A Word on the USCCB, Who Want To Teach Us About the Eucharist

A Word on the USCCB, Who Want To Teach Us About the Eucharist June 28, 2021

A lot went on in the past week or two that I wanted to write about, but I couldn’t, because I couldn’t hear myself think due to the neighbor’s never-ending home repainting project. I’ll be getting to most of it this week if I can.

First of all, I want to talk about the USCCB’s plan to excommunicate President Joe Biden, unless of course that’s not what they plan to do. At first it was boldly stated that they were going to stick it to every politician who was permissive on abortion, and then they seemed to walk it back and claim that all they wanted to do was write a document teaching us about how valuable the Eucharist is. I’ll let my friend Rebecca Hamilton tell you all about that in her blog post.

People have accused me of being an enthusiastic fan of Joe Biden, because I’ve been public about despising his presidential predecessor. The fact is, I don’t like Joe Biden for many reasons– yes, including his stance on abortion, but for several other reasons as well. I didn’t vote for him in the primary, he will never be my first choice, and I have no opinion about whether or not he’s a good Catholic. I only know that I am not a good Catholic and I pray for the grace to be better. But I am irritated about this business nonetheless.

This plan to excommunicate certain politicians to teach us a lesson about the Eucharist, or maybe to just write a document teaching us a lesson about the Eucharist, was one of the topics discussed at the USCCB’s first big meeting after the 2020 COVID-19 pandemic. This was their big meeting after a year of unprecedented historic disaster wherein nearly four million people perished, countless more were disabled, the economy crashed, people lost everything they had, and it isn’t even completely over yet.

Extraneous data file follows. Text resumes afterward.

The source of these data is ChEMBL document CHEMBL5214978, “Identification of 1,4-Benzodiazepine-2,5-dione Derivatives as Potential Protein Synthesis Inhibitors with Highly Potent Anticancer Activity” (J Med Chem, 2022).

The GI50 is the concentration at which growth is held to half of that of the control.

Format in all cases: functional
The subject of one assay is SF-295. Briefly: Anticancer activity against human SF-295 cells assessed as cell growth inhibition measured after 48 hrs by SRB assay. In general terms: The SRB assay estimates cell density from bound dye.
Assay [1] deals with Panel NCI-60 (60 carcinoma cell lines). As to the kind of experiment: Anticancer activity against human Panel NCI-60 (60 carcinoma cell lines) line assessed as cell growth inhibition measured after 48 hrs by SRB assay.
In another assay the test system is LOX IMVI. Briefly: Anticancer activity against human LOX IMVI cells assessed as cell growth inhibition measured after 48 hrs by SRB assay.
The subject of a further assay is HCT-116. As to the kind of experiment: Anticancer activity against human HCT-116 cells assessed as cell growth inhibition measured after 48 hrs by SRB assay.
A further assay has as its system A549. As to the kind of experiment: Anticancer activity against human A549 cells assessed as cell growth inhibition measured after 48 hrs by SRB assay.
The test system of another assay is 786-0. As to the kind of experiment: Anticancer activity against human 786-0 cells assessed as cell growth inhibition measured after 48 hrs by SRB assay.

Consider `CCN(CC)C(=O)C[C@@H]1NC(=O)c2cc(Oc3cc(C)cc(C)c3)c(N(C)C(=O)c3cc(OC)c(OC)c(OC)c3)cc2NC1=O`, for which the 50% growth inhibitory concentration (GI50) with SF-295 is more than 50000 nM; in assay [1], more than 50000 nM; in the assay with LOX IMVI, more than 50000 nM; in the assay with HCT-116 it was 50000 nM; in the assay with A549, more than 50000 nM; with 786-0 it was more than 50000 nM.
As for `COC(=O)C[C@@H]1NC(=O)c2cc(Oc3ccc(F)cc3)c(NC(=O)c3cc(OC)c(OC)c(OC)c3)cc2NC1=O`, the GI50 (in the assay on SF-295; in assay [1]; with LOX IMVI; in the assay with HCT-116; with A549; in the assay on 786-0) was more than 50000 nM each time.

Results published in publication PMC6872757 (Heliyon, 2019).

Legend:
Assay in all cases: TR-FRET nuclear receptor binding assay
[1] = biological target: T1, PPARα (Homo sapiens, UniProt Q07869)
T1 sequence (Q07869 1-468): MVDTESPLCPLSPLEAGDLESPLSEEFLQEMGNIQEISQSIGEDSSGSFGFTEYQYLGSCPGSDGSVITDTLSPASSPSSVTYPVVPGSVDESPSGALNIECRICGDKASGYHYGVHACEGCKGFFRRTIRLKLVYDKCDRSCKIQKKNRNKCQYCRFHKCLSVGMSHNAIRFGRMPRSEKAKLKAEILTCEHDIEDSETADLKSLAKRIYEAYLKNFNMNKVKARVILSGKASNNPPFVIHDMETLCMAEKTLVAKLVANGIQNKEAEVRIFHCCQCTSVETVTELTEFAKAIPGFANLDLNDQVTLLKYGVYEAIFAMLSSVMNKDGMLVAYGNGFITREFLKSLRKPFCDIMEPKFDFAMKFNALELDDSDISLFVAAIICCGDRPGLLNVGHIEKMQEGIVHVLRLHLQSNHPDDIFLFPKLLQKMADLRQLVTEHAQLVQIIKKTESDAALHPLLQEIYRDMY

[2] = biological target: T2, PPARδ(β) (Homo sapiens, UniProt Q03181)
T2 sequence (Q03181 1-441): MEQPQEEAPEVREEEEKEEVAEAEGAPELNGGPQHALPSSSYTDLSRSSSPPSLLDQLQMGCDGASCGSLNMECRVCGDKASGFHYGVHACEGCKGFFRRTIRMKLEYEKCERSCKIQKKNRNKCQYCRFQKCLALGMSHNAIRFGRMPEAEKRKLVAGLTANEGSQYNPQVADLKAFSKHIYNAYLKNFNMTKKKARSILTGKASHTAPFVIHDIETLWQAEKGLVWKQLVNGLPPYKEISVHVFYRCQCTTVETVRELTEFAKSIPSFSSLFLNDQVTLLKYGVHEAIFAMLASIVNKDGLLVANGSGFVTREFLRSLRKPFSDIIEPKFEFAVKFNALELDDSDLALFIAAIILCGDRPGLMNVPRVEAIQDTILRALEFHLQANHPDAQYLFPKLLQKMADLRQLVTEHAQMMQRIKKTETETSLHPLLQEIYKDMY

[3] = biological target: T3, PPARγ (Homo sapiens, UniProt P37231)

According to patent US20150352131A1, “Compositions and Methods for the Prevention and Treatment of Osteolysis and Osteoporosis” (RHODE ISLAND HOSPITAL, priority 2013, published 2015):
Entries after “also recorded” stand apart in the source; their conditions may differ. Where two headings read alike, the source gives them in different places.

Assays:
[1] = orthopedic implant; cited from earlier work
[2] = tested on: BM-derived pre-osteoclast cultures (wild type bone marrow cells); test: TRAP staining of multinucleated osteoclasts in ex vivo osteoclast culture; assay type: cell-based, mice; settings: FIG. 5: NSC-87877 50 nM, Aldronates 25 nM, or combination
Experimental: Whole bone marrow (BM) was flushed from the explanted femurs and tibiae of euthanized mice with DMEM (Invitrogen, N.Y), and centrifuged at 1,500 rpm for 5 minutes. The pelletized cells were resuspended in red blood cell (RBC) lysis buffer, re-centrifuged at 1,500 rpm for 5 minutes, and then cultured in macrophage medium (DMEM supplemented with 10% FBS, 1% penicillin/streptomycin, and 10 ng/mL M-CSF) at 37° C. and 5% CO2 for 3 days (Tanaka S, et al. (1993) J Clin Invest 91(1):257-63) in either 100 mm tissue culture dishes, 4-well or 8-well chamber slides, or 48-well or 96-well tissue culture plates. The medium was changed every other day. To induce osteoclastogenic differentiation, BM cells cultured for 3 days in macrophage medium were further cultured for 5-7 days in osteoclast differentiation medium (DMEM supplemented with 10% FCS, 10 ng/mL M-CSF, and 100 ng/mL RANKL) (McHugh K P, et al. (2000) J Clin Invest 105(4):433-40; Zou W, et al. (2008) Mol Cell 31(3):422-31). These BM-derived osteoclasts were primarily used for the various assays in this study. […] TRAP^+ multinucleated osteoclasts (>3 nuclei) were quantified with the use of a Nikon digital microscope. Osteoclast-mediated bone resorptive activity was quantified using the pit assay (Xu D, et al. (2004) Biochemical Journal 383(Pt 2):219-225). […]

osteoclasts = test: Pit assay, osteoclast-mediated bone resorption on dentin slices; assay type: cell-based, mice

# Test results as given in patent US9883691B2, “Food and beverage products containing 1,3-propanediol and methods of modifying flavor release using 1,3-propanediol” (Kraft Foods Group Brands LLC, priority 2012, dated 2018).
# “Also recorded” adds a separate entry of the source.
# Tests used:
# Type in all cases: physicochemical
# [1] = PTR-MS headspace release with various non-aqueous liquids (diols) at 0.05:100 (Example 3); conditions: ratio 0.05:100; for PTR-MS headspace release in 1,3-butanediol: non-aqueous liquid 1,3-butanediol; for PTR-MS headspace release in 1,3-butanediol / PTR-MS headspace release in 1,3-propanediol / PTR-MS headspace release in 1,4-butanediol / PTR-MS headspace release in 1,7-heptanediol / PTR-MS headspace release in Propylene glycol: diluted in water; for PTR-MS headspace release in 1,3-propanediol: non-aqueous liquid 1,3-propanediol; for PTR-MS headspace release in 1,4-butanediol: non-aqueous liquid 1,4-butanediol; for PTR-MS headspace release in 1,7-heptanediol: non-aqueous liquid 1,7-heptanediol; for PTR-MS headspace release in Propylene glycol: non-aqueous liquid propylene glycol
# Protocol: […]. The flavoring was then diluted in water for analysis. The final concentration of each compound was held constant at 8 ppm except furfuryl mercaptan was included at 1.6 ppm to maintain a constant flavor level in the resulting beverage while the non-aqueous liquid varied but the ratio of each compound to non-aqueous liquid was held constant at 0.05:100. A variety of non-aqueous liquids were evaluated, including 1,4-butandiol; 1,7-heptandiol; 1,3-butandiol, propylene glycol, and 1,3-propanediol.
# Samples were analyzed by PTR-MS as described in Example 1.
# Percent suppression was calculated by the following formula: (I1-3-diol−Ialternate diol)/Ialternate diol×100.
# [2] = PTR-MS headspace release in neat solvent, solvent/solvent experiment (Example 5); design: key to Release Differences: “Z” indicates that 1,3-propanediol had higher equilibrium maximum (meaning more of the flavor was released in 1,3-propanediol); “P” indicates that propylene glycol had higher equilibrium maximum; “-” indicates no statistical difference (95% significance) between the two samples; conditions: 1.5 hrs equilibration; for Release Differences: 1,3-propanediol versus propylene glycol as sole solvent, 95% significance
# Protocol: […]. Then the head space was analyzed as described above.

During that pandemic, the USCCB didn’t have a coherent plan, except to dispense the Sunday Obligation on a diocese-by-diocese basis, and to shut down Masses until about May. Beyond that, we were on our own. Some dioceses did a good job. Some did not. Mostly the response was scattershot, parish by parish and priest by priest. Some people had a regular outdoor Mass to go to, or a Mass where they could pull their cars up to a parking lot and listen to the liturgy on the radio and then wait for a masked EMHC to come out and give them Holy Communion. Many didn’t have that luxury. Some people had a parish nearby offering socially distant parking lot confessions. Many didn’t get to go to confession at all. Some dedicated priests read the prayers of last rites through nursing home windows, but many people died without a priest. Some parishes opened with strict enforcement of social distancing for safety, and some opened in a messy way that left parishioners with the choice of either endangering their safety and that of everyone around them, or never getting the sacraments at all. Personally, in my family, we were without the sacraments for over ten months and Rosie will be ten years old before she receives First Holy Communion. There was no organization from the top down helping us get through, sacramentally speaking. Everyone did as they saw fit.

And as for the corporal Works of Mercy, that was arguably even worse. So many people, Catholic and not Catholic, desperately needed material help. They lost their jobs and they needed food. They needed rent assistance. They needed clothing. They needed someone to help them with suddenly having to homeschool their children while working full time remotely. They needed a homeless shelter. And many brave and generous people stepped forward to help. But the Church didn’t make a coherent effort as a group. The bishops didn’t lead. As far as I can tell, they kicked back and watched everybody else do it for fifteen months.